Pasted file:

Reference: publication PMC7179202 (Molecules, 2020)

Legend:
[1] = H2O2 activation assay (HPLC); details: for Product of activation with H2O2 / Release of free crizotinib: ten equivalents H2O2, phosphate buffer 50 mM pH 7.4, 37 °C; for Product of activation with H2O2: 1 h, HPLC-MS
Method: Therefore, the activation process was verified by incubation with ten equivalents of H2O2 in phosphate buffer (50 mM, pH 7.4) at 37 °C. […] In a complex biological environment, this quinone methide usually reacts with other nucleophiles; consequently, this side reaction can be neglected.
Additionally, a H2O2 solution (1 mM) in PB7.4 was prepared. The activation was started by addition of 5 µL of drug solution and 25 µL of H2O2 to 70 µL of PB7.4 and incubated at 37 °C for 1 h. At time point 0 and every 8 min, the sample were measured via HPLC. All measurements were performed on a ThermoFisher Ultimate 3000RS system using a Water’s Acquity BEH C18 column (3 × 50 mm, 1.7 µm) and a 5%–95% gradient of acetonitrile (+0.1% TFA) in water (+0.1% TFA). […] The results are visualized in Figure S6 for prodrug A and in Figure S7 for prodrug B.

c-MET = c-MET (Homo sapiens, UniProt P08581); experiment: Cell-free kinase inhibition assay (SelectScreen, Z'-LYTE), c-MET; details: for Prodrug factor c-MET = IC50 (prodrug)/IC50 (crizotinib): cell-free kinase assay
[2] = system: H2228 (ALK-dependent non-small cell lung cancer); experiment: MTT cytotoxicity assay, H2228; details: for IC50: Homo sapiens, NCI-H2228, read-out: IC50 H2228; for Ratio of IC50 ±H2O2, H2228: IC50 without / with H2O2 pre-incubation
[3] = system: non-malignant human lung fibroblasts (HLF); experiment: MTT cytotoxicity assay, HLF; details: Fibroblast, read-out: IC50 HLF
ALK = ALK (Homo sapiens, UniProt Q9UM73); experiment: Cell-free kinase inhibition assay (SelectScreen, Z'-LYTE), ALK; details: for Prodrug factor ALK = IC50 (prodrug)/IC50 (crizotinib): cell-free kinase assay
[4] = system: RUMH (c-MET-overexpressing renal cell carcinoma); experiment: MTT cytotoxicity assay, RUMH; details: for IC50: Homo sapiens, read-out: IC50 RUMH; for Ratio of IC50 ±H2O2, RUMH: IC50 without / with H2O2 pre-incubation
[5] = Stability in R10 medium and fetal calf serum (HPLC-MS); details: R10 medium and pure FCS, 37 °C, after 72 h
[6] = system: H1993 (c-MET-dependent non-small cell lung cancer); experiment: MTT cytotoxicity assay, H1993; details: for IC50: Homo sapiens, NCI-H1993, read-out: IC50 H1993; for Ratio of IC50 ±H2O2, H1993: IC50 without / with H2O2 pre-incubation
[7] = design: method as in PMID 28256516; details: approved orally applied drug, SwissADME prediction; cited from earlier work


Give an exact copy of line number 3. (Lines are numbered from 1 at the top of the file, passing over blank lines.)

[1] = H2O2 activation assay (HPLC); details: for Product of activation with H2O2 / Release of free crizotinib: ten equivalents H2O2, phosphate buffer 50 mM pH 7.4, 37 °C; for Product of activation with H2O2: 1 h, HPLC-MS